As a full-time professional tutor, Kenny Tan is very familiar with the material that appears on the SHSAT (Specialized High School Admission Test), having taken it himself for admission to Stuyvesant (Class of 2010). His proven approach to SHSAT tutoring has been cultivated over a decade of teaching the SHSAT to hundreds of students and receiving detailed feedback after the exam. Kenny is also the author of the Ultimate Guide to SHSAT Poetry, which has helped hundreds of students master what is likely the most difficult section of the exam.
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Students seeking to attend any of New York City’s elite Specialized High Schools (except LaGuardia HS) are required to take the SHSAT to be considered for admission. The competition to get into these schools is intense, and the SHSAT is challenging. No other factors—such as grades or an interview—are considered for admission, which means an outstanding test score is crucial.
There are two entry points to the Specialized High Schools, the 9th and 10th grades. Before COVID-19, the SHSAT was administered in late October or early November to 8th and 9th grade students living in New York City. (The testing schedule for this year’s SHSAT has yet to be announced.) The SHSAT is three hours long and consists of 114 questions divided between two sections (English Language Arts and Math). The 9th grade test is structured the same way but the Math content is significantly more challenging than on the 8th grade exam.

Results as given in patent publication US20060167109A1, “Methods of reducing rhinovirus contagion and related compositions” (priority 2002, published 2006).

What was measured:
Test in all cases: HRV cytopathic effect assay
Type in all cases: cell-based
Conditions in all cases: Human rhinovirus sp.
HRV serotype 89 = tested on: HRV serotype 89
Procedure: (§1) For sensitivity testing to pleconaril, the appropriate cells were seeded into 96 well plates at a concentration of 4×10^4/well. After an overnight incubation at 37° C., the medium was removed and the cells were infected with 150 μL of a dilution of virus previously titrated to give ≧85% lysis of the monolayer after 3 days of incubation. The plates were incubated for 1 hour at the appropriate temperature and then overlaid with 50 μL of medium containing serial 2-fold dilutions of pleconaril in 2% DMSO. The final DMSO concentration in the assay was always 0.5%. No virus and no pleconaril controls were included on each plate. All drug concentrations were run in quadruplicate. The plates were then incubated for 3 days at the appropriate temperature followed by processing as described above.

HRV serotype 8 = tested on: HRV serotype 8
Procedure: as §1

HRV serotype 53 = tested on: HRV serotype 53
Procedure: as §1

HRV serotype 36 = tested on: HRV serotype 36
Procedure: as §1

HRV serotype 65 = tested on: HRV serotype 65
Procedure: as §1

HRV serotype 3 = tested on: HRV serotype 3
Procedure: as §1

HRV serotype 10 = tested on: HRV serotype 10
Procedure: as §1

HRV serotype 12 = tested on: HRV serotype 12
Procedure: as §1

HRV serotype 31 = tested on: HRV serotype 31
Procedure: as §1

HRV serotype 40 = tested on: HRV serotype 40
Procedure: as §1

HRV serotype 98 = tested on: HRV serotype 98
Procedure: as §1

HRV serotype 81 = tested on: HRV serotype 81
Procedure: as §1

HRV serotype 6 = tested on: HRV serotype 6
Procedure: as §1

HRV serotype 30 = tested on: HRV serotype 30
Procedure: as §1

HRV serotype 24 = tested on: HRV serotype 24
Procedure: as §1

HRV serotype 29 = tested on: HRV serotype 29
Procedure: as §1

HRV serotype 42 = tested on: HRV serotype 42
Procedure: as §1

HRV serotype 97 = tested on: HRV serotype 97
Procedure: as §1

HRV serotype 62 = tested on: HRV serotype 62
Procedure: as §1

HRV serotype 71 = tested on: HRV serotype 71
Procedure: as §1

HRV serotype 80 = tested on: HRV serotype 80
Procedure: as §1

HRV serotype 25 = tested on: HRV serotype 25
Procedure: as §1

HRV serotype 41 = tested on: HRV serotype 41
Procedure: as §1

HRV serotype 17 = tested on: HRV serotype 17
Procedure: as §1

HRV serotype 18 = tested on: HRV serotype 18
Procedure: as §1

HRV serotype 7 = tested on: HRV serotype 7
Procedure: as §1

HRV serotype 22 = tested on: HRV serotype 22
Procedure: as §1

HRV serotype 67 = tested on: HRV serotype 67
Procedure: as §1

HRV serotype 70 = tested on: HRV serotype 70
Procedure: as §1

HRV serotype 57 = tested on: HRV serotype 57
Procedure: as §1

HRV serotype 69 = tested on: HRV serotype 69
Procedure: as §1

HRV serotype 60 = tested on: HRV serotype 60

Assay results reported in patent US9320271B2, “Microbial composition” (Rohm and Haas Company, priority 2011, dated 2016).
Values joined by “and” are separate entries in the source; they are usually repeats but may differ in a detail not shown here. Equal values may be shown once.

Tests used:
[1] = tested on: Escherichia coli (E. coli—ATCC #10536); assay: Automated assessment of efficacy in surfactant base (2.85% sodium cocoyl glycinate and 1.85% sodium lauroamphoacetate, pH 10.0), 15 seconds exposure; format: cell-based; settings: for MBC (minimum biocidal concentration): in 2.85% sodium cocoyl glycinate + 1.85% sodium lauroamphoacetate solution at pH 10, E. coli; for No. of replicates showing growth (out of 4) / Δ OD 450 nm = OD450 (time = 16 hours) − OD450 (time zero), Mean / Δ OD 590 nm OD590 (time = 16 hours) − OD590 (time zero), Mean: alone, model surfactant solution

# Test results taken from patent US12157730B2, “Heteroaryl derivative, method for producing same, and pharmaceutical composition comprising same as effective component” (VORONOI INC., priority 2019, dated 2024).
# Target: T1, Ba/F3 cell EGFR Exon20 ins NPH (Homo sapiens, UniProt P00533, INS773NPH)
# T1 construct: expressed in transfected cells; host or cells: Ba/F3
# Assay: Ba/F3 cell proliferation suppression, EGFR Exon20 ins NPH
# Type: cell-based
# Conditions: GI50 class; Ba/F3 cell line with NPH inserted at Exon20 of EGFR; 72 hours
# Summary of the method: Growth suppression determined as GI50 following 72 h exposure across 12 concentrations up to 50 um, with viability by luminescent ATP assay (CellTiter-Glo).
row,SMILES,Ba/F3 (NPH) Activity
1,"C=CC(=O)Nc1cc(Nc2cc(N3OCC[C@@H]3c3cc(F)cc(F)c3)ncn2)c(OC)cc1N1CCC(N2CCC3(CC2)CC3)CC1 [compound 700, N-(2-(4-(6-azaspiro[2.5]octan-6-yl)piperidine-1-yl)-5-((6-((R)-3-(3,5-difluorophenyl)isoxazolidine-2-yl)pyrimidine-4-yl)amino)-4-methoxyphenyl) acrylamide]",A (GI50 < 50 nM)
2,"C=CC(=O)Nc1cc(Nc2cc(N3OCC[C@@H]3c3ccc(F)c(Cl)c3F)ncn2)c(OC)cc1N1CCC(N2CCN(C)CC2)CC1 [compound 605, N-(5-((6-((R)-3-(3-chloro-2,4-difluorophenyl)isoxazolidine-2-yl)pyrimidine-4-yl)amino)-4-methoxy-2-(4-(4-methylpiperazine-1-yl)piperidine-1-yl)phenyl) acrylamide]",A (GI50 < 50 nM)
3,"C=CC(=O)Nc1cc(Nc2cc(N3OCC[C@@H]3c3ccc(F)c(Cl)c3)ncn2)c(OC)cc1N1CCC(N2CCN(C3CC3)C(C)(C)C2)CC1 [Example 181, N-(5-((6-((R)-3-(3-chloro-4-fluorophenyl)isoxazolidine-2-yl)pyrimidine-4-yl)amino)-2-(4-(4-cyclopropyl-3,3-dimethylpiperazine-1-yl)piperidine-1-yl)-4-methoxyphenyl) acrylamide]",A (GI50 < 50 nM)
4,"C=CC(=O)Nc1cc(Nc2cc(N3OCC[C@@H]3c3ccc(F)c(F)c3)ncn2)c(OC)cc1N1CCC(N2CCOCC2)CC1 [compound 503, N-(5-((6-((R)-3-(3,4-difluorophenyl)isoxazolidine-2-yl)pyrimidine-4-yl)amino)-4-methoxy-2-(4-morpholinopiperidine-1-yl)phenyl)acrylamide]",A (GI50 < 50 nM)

Because the SHSAT is the first time most students are taking a standardized exam that will have a significant impact on their future, anxiety can be a significant factor for many students. While I am an expert at helping students contend with anxiety, I recommend getting started on preparation at least six months prior to the test. Many students who have a specific school in mind begin preparation a full year or more before the exam.
One of the most frequent questions I am asked about the SHSAT is when students should begin preparing, and the answer varies depending upon the following factors: